Group F: A tale of two forwards
It was fifth versus 43rd in the FIFA World Rankings. A Who’s Who in the annals of world football, against a motley crew whose most recognisable names turned out for Charlton and Fulham. On paper, Sunday’s tie between Argentina and Iran should have finished with a landslide victory for the South Americans. Instead it ended 1-0 courtesy of a Lionel Messi wonder strike, Los Albiceleste hardly covering themselves with glory en route.
The prelude to the Group F encounter had seen stars such as captain Messi and Pablo Zabaleta campaigning for the return of Argentina’s customary 4-3-3 formation. Alejandro Sabella had switched to the tried-and-tested in the second half of the game against Bosnia and Herzegovina. The 2-1 victory then appeared to present the coach his blueprint for unleashing the fab four at his disposal in attack. Yet all the meek triumph over Iran achieved was to serve up a whole new glut of questions.
In the second game of a tournament, you expect a team to show more of what they’re capable of. How long will it take to witness an Argentina in full flow, precisely? Who might have thought an attack boasting Sergio Aguero and Gonzalo Higuain would have trouble scoring goals. Gorged on success at club level and accustomed to getting their way, the squad had set out for what conventional wisdom dictated to be a routine three points. But Iran soon dashed any false sense of superiority their glamorous rivals harboured.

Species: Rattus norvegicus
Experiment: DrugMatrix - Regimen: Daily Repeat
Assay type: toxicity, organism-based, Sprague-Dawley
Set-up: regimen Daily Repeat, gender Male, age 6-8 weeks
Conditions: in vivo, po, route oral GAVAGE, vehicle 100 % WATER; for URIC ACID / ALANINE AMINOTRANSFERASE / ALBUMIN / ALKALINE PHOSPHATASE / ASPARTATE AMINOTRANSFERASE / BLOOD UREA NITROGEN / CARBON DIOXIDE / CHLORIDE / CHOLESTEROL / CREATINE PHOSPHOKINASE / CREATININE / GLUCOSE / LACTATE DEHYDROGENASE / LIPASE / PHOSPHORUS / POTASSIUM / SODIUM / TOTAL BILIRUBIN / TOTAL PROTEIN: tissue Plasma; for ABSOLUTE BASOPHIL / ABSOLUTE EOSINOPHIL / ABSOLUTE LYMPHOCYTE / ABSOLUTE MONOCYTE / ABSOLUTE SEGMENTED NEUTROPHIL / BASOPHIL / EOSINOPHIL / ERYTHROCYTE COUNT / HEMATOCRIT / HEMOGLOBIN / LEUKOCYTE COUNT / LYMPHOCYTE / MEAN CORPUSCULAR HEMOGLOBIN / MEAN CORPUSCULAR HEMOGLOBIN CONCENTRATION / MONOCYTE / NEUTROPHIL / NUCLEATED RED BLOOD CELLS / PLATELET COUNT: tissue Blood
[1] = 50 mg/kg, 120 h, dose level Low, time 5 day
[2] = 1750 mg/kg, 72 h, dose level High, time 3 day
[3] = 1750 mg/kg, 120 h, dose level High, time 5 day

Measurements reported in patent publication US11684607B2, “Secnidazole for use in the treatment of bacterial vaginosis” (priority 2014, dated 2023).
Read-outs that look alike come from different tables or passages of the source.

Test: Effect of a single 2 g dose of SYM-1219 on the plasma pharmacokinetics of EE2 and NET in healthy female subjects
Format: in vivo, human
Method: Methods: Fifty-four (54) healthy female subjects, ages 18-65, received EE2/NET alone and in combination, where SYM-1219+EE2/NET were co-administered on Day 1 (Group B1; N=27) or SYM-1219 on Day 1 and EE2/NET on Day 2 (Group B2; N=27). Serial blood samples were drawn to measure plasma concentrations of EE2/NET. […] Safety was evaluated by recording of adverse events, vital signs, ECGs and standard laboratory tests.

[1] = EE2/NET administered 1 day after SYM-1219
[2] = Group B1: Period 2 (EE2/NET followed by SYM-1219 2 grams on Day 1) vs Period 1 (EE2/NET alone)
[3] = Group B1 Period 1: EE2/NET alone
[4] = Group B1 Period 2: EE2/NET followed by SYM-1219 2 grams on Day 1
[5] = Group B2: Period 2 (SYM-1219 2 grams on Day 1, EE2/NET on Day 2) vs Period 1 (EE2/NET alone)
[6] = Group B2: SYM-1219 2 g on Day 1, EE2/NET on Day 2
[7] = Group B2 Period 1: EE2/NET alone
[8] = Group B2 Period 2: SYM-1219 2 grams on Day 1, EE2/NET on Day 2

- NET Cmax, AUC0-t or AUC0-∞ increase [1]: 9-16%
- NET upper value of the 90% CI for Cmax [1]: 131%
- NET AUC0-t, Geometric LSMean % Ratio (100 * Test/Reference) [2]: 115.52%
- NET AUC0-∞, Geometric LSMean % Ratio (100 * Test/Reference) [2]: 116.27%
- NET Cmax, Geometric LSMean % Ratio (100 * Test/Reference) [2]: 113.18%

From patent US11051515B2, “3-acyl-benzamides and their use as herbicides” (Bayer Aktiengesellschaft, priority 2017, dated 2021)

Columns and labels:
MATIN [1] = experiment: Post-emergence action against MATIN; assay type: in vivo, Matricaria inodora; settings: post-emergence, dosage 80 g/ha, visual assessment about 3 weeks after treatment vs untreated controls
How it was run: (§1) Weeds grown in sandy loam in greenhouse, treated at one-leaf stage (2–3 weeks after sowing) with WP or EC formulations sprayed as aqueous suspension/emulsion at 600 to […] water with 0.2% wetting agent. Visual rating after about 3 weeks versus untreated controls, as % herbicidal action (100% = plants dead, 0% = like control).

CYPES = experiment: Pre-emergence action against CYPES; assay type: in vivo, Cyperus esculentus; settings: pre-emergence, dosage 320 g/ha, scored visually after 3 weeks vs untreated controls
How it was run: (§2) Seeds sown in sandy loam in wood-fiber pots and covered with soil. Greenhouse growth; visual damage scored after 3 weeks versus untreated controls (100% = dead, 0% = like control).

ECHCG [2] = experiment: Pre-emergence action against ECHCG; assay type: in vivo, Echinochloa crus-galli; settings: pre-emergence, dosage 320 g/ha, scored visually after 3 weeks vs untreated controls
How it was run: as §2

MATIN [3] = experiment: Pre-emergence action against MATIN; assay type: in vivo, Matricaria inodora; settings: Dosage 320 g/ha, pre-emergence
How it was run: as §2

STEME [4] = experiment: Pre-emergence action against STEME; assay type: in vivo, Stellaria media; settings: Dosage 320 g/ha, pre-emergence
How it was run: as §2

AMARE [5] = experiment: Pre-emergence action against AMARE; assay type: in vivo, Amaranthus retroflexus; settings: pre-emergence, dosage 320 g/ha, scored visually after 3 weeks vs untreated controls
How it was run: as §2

It had taken the plucky underdogs only 90 minutes to expose their glaring limitations. The insecurities betrayed to a team so far below their standing raises alarm bells. Impressive possession stats (79%) and pass completion rates (90%) belie how deadly comfortable Team Melli had looked muzzling a star-studded Argentina line-up. “Iran closed down well and we struggled to find space. We are looking to get the balance, it is not easy,” Sabella lamented afterwards. "We have to keep improving. We are the first to know that the level of play is not what we (can) give."
Built for form and not force, Argentina lacked a second gear as Iran sealed off any gaps. Fernando Gago and Higuain, key in their roles earlier against Bosnia, saw their contributions dwindle sharply after promising starts. Only once did the Napoli striker combine meaningfully with Aguero for the latter to rifle on target. Both were rendered so ineffectual going up against a compact and supremely organised rearguard that they were eventually hauled off.
Sensing their counterparts were unable to keep up their level of clout at both ends of the pitch, Iran showed reputation counts for little when going mano-a-mano. There was a child-like naivety exhibited by new Argentina centurion Javier Mascherano as Masoud Shojaei, of unheralded Las Palmas no less, bamboozled him on the counter.
From the ensuing cross, Reza Ghoochannejhad drew a determined block from Sergio Romero. Ashkan Dejagah must have raised bigger gasps from the crowds back home, where football has gained massive traction as a sport, after he forced an even better stop from the Monaco backup minutes later.